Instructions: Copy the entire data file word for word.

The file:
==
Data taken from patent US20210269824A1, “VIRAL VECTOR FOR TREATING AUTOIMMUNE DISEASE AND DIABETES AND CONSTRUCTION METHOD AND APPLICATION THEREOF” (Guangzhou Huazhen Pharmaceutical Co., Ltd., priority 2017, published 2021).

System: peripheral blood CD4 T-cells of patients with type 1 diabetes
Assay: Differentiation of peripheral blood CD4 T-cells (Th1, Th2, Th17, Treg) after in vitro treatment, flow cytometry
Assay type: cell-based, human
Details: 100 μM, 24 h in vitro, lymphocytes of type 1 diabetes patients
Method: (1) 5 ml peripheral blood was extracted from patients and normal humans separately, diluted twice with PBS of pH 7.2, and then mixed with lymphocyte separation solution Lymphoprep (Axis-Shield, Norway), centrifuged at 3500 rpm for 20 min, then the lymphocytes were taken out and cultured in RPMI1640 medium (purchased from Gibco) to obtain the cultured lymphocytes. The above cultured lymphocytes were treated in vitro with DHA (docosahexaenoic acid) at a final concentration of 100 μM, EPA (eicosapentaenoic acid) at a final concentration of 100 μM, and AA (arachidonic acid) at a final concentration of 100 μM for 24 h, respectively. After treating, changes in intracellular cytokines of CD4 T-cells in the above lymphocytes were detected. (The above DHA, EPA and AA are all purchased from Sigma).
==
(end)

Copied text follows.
Data taken from patent US20210269824A1, “VIRAL VECTOR FOR TREATING AUTOIMMUNE DISEASE AND DIABETES AND CONSTRUCTION METHOD AND APPLICATION THEREOF” (Guangzhou Huazhen Pharmaceutical Co., Ltd., priority 2017, published 2021).

System: peripheral blood CD4 T-cells of patients with type 1 diabetes
Assay: Differentiation of peripheral blood CD4 T-cells (Th1, Th2, Th17, Treg) after in vitro treatment, flow cytometry
Assay type: cell-based, human
Details: 100 μM, 24 h in vitro, lymphocytes of type 1 diabetes patients
Method: (1) 5 ml peripheral blood was extracted from patients and normal humans separately, diluted twice with PBS of pH 7.2, and then mixed with lymphocyte separation solution Lymphoprep (Axis-Shield, Norway), centrifuged at 3500 rpm for 20 min, then the lymphocytes were taken out and cultured in RPMI1640 medium (purchased from Gibco) to obtain the cultured lymphocytes. The above cultured lymphocytes were treated in vitro with DHA (docosahexaenoic acid) at a final concentration of 100 μM, EPA (eicosapentaenoic acid) at a final concentration of 100 μM, and AA (arachidonic acid) at a final concentration of 100 μM for 24 h, respectively. After treating, changes in intracellular cytokines of CD4 T-cells in the above lymphocytes were detected. (The above DHA, EPA and AA are all purchased from Sigma).